George of Sourishad so much personality that I had to stop … he practically begged me to stop and take a pause on our East Coast drive from Charlottetown to Souris. He had such a pleasant, inviting yet strangely creepy smile … it was like he was casting a Maximón spell on me here in PEI. In fact, he reminded me a lot of Maximón without the surreal creepiness and folklore surrounding him at the same time.

Say Hello to George and Friend. I didn’t get the name of his Teddy Bear … I simply forgot!

He even has a Maximon mustache!


George can even pick up the ladies!

While trying to strike up a conversation with George, his friend/buddy and maker Joe MacPhee came by to say hi, make conversation and to alert me to the fact that the chair that George was sitting on was actually products he made for sale. I don’t know why I didn’t notice … but I think it had to do something with the fact that everyone sells old lobster traps on the side of the road. That being said, not every sells lobster traps chairs!

Lobster Trap Chairs = Mind Blown!!!

With that nugget of information, we spent the next 30 minutes going through Joe’s workshop and seeing some of his handiwork. Turns out that he’s a retired Lobster catcher (47 years he put into catching Lobsters … so I think he might know something about them) and he still makes the traps. However, it’s the old school Lobster traps that he makes into his chairs.

It takes a couple hours to make each of these chairs.

The chairs even have the holes in the net where the lobsters crawl through!

Here’s some more chairs stacked up. The chairs have a compartment in the back, where the lobster would be retrieved.

Here is Joe’s workshop where the magic happens!

Like any other master of the sea, Joe had to show us one of this trophies, which just happened to be a mounted 17lb Lobster that he caught. Joe reminded me of my own dad … so proud to tell his stories and show off his trophies … maybe that’s why I liked him so much. Joe took us to meet his wife Evelyn, who gave us the same look that my mom would give when my dad was telling one of his stories. I also figured that like my mom, Evelyn wouldn’t be a fan of George. Clearly she and George didn’t see “eye to eye” <Insert drum and comic rimshot>!

That’s one Giant Lobster!

Look at the size of that right claw … damn!!!!

On top of that, the MacPhee’s had a typically spectacular lawn and yard. I don’t know what it is in the Maritimes but everyone takes so much pride in their surroundings … I love it. If only, people in Trinidad took so much care of their surroundings.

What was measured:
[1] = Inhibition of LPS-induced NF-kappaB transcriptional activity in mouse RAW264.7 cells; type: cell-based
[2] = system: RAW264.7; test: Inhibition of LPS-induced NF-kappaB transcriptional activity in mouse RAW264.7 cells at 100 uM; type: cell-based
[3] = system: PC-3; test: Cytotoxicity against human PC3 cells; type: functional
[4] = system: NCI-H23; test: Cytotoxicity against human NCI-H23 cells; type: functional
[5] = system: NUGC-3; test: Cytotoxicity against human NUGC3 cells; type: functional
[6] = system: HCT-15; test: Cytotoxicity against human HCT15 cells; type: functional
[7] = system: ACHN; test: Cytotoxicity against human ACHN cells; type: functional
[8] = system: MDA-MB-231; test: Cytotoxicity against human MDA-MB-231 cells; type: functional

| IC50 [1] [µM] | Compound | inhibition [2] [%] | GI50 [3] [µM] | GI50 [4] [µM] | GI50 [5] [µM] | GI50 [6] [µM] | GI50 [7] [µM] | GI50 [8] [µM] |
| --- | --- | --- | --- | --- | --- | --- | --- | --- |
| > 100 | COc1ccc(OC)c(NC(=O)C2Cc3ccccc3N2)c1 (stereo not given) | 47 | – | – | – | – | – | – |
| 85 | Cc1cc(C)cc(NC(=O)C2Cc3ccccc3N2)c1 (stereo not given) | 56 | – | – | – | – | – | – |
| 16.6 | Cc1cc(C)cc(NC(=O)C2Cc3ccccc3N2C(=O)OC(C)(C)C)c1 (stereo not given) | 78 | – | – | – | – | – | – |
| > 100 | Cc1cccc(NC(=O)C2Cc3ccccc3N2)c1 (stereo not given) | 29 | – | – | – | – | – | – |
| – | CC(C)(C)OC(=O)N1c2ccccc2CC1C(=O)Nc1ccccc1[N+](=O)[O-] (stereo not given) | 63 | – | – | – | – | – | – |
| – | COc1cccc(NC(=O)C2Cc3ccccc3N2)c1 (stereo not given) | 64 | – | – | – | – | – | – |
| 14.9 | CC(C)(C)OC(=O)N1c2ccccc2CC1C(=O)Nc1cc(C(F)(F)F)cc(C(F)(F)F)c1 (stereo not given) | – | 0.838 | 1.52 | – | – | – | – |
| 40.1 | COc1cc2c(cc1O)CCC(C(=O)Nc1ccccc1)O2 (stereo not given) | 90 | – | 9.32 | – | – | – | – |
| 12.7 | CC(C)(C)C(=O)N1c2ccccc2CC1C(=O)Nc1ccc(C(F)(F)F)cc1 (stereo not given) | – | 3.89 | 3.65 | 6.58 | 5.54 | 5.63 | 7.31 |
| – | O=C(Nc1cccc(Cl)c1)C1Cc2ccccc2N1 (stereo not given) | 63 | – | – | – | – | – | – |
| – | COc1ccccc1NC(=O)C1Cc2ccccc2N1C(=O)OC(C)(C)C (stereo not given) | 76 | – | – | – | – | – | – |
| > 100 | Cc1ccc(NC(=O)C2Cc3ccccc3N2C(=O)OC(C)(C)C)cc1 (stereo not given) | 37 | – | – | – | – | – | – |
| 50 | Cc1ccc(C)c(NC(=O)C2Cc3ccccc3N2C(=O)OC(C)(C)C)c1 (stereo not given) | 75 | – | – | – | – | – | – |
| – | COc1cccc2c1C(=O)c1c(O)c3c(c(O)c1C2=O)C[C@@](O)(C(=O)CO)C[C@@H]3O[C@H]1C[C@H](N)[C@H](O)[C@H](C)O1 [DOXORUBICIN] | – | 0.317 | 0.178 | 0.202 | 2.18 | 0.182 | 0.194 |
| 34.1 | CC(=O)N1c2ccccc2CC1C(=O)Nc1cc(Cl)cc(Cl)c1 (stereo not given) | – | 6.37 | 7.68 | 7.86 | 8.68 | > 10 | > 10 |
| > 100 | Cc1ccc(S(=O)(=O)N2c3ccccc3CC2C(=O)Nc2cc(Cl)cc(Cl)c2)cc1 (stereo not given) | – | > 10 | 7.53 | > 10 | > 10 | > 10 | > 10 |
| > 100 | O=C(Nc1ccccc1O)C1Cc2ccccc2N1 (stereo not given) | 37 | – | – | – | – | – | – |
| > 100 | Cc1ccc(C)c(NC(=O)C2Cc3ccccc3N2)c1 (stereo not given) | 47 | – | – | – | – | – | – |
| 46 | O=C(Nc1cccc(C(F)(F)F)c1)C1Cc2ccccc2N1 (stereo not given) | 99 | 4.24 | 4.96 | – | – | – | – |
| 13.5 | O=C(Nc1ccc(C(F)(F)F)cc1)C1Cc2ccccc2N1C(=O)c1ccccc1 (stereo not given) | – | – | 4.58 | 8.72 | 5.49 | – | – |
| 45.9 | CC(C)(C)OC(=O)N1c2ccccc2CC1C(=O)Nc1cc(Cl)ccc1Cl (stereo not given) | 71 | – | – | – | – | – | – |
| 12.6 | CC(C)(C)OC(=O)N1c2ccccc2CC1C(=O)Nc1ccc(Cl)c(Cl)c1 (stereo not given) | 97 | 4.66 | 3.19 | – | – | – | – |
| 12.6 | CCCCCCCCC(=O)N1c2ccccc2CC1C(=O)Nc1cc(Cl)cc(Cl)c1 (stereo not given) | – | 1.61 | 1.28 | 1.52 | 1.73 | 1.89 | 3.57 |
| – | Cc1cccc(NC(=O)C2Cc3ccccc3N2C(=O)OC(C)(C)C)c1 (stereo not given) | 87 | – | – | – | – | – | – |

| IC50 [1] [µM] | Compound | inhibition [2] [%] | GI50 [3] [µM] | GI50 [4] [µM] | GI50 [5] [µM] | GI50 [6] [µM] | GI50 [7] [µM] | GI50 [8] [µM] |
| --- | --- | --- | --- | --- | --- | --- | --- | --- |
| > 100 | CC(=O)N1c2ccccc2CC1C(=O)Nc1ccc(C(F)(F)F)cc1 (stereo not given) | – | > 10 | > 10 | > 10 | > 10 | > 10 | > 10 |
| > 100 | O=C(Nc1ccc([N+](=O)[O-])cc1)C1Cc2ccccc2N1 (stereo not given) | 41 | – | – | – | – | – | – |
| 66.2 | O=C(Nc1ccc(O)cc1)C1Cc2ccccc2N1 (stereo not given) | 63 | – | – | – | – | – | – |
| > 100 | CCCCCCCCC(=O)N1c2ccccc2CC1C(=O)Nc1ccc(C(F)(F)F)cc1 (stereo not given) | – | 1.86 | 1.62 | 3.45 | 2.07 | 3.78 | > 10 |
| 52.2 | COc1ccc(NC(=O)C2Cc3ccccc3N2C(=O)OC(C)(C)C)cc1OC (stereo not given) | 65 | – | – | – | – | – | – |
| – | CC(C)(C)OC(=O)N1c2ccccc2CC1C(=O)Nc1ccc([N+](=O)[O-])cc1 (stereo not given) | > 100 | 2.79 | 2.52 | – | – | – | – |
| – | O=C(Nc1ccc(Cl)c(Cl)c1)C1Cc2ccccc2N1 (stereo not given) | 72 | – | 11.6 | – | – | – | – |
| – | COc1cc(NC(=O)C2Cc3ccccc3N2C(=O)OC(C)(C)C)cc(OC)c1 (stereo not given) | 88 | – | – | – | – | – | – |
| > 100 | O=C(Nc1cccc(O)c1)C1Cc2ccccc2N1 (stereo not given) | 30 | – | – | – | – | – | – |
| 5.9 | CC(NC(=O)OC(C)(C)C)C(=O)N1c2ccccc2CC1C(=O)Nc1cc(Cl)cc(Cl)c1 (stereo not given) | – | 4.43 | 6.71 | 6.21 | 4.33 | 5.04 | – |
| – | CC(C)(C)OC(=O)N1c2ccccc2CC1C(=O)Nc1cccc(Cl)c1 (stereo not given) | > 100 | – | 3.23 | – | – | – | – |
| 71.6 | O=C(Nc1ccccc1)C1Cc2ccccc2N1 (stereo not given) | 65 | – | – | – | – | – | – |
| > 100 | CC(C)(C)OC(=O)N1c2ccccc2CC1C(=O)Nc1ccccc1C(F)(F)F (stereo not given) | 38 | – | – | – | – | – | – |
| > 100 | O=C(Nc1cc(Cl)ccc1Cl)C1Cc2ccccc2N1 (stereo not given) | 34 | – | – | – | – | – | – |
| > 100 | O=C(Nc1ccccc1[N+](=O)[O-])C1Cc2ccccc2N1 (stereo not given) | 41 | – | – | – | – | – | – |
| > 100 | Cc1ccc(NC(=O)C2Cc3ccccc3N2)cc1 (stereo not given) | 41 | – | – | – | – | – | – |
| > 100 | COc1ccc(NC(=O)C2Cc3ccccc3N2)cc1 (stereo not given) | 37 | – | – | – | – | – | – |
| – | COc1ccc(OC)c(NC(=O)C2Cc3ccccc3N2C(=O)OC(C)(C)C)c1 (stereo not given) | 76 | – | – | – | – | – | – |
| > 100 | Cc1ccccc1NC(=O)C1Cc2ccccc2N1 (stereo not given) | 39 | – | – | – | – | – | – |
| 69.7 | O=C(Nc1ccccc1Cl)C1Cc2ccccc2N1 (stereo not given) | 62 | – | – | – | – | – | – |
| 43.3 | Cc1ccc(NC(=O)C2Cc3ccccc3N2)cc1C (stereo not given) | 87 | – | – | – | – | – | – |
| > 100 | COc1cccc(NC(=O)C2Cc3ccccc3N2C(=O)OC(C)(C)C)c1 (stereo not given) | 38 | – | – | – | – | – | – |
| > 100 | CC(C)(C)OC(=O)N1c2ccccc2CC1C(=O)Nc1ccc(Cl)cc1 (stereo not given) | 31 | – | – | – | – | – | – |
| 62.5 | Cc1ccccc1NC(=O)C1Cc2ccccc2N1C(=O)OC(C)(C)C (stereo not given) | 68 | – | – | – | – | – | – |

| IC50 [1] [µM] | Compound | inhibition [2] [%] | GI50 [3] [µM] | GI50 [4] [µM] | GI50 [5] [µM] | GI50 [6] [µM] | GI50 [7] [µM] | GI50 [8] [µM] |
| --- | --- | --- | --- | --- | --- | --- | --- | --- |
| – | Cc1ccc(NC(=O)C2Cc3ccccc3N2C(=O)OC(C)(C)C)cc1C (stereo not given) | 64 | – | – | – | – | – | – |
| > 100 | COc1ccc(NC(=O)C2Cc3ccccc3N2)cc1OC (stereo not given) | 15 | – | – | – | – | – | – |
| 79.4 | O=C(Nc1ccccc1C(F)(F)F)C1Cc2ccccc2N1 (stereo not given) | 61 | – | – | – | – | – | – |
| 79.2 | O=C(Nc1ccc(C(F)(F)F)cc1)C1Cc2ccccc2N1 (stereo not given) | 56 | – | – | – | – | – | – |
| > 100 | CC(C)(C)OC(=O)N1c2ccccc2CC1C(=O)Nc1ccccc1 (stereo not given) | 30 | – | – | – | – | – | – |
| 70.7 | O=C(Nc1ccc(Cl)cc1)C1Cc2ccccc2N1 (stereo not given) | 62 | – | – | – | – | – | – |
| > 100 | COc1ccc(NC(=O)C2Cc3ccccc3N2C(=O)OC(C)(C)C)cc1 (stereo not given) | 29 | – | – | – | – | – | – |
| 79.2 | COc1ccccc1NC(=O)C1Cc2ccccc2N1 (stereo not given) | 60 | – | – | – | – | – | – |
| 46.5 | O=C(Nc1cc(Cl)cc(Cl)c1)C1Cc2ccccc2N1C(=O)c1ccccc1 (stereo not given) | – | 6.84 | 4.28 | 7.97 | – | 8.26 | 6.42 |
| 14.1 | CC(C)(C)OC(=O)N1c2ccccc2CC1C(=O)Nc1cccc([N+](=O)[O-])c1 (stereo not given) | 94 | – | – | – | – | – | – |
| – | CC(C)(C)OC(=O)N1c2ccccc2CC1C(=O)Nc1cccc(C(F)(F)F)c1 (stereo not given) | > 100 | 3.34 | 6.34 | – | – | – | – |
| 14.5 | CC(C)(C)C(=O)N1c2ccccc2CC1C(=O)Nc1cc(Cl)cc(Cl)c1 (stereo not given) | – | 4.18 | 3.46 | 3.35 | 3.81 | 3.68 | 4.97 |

If you’re wondering how you can buy Joe’s chairs … he doesn’t have a website, but you can always email Evelyn at emacphee@pei.sympatico.ca to inquire for more information. For us, we’re definitely buying a couple when we come back in late September to take possession of our new farmhouse in Stratford, PEI. After talking to George … he told us about a really nice church in Souris and some very pretty lighthouse. You get the idea below …

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Digging for Dinner : Going Clam Digging in PEI

Posted by Rishiray on August 22, 2013

I don’t know why it took me this long to get to Prince Edward Island or “PEI” but I love it there. It’s not the rolling hills, sand dunes, quiet beaches, excellent photography, great food or super friendly people that I instantly loved … it’s the fact that it reminds me of Trinidad in the late 80’s and 90’s … not the crime infested, over priced, impolite Trinidad of today.

PEI is Canada’s smallest province –  and before the Confederation Bridge was built a couple years ago, it was similar to Newfoundland in that it was separate and really took some effort to get there, unless you were flying in. I only knew of PEI because of its famous potatoes … all grown in the famously red, iron-rich soil that colors many of the beaches and cliffs. As an island, there are many little inlets, coves, beaches and salt marshes, all providing a great habitat for oysters, lobsters, clams, and mussels. In Toronto, I love going for oysters and the Malpeques from PEI are always expensive, because they’ve long been recognized as one of the world’s finest oysters. I’m not an oyster expert, but I’ve had lots of them, and the Malpeques are ridiculously good.

Combining this love of great seafood and an awesome cultural experience, we decided to sign up for “Digging for Dinner” organized by “Experience PEI” … here’s a list of activities that they currently do. Normally, I don’t like working for my food … but the idea of going out into the sea and digging for clams actually sounded like a great activity, coupled with the fact that we would get to cook up what we ate, definitely got me going. Also … who doesn’t love learning a new skill, especially for an activity that inevitably makes the resulting food far more delicious and that could feed you in a pinch.